In San Bernardino County, Swenson explained that the county office had a vendor glitch and about 1,000 voters requested a vote by mail close to the deadline of Oct. 30.

“Roughly 1,000 ballots that were requested late did not go out. Around 40 percent of those people came to the polls and voted instead, and 60 percent didn’t vote at all,” she said.

“That shows you the magnitude of the problem when someone expecting a vote-by mail-ballot doesn’t get one. It could lead to a large number of people not showing up.”

Swensen pointed out that a huge reason why people had their ballots switched from standard to vote by mail was due to DMV registration system issues. “We know the DMV has a lot of problems with the registration system. [They are switching] people over to vote by mail without their knowledge,” she said.

Swensen also mentioned that there is no way to verify someone’s legal status via voter rolls, so many people still have concerns regarding whether AB 60, coupled with the 2015 Motor Voter Act, may inadvertently register an illegal alien to vote.

Ballot harvesting has also proven to severely complicate the voter rolls, according to Swensen. “We are very concerned about the ‘legal’ ability for anyone to go pick up ballots. We worry about security. That chain between the voter and the registrar is broken.”

Swensen also expressed concern that voters could also be coerced or bribed and is especially concerned since, starting in 2020, more than 50 percent of voters will be automatically signed up for vote-by-mail.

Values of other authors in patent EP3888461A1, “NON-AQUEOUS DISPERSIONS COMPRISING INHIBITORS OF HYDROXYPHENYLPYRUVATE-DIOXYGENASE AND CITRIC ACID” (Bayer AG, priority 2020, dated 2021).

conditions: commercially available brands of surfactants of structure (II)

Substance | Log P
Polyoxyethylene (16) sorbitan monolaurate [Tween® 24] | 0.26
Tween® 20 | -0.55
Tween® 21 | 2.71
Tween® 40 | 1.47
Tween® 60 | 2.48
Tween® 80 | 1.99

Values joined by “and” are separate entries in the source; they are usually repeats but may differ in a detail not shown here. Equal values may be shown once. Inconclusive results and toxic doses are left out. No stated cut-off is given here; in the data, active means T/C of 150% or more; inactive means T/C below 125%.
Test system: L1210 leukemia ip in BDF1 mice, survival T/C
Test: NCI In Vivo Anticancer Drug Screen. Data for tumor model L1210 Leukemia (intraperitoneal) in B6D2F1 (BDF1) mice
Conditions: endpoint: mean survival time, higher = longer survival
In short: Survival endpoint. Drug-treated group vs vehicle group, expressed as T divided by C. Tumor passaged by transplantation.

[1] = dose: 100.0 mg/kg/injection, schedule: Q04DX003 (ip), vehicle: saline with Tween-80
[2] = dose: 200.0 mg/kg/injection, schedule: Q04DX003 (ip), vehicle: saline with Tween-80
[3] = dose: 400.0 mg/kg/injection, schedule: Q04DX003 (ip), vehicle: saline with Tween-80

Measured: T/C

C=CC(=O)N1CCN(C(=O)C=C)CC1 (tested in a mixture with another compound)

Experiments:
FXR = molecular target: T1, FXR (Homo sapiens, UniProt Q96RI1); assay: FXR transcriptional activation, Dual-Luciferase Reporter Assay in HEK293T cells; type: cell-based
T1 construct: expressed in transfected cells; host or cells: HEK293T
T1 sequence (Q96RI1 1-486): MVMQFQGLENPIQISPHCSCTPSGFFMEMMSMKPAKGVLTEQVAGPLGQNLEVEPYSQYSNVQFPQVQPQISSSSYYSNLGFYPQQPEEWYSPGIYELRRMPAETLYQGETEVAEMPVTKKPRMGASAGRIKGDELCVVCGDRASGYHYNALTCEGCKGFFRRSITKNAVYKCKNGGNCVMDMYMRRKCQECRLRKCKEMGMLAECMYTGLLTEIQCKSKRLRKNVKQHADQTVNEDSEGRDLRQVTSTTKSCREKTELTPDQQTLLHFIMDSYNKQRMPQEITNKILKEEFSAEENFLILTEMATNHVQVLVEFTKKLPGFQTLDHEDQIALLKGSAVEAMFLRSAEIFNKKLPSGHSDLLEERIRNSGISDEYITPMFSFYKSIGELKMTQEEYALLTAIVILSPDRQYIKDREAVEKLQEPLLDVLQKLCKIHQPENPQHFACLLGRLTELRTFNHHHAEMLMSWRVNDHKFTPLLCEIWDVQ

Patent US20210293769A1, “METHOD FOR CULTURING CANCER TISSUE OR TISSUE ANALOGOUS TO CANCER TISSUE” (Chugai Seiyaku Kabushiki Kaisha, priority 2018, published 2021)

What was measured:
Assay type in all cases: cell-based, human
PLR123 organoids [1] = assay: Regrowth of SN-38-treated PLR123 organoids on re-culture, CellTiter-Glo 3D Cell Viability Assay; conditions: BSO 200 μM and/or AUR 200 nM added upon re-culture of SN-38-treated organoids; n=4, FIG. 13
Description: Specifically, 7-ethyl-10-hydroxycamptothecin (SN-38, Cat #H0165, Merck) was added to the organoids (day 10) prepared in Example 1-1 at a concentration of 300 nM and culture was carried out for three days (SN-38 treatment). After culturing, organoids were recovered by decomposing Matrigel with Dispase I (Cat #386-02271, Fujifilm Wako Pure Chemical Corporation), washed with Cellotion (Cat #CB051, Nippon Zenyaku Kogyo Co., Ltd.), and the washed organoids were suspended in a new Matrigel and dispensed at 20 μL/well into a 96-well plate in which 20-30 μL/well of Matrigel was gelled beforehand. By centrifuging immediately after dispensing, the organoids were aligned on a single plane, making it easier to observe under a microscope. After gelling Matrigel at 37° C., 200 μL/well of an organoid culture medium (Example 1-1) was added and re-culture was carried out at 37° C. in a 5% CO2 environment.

“A lot of counties are coming on board this new ‘voter center’ model, including L.A. and Orange County.”

In January, the Election Integrity Project and Judicial Watch, a legal watchdog organization, won a lawsuit against Los Angeles County and the state of California that would mandate as many as 1.5 million inactive voters be removed from the voter rolls.

An expansion on this move is what the Election Integrity Project is hoping to enact for the 2020 elections. “We think the secretary of state should stop the DMV voter registration, at least until such time that the software glitches are fixed,” Swensen said.

“We also need to look into the reason why so many people across the state did not receive their ballots. Was there a massive systemic problem? Were there security violations? These are the questions that need to be answered because our state is moving fast to become 100 percent vote-by-mail.”

“If you combine people relying on vote-by-mail and they don’t get their ballot with ballot harvesting, it’s going to be a fiasco.”

Both the Election Integrity Project and Judicial Watch are expected to launch further legal efforts to address the election and registration irregularities in the state.